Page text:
The Geographic Reach of Market and Non-Market Channels of Technology Transfer: Comparing Citations and Licenses of University Patents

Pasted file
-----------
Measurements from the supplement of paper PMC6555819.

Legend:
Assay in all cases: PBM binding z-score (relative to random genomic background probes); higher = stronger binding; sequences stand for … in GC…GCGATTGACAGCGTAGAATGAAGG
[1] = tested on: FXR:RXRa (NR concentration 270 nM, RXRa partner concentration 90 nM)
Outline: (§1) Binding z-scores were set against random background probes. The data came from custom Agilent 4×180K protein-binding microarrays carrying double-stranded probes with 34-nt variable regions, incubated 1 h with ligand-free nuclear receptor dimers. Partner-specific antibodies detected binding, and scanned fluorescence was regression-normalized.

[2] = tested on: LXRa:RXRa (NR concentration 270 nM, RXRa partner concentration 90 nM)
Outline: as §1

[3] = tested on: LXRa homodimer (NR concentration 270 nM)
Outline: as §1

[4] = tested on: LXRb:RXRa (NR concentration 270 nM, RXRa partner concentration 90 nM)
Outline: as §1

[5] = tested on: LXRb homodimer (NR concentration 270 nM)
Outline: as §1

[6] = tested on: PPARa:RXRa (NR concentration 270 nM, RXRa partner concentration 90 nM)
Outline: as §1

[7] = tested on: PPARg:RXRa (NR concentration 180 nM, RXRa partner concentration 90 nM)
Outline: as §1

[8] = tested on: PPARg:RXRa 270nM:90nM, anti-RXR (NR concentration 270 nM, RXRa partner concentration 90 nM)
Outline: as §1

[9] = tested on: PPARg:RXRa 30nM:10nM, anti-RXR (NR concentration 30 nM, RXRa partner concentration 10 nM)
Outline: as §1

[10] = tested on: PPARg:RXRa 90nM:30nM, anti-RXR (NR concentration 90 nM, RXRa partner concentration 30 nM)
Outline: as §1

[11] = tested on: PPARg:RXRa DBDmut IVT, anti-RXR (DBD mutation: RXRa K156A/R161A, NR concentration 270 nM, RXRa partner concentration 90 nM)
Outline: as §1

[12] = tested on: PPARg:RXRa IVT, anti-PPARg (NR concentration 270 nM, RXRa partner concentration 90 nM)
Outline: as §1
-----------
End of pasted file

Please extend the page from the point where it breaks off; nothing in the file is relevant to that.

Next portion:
The growth of high-technology clusters in the United States suggests the presence of strong regional agglomeration effects that reflect proximity to universities or other research institutions. Using data on licensed patents from the University of California, Stanford University, and Columbia University, this paper compares the geographic 'reach' of knowledge flows from university inventions through two important channels: non-market 'spillovers' exemplified by patent citations and market contracts (licenses). We find that knowledge flows through market transactions to be more geographically localized than those operating through non-market 'spillovers.' Moreover, the differential effects of distance on licenses and citations are most pronounced for exclusively licensed university patents. We interpret these findings as reflecting the incomplete nature of licensing contracts and the need for licensees to maintain access to inventor know-how for many university inventions. Such access appears to be less important for inventions that are non-exclusively licensed (e.g. 'research tools').
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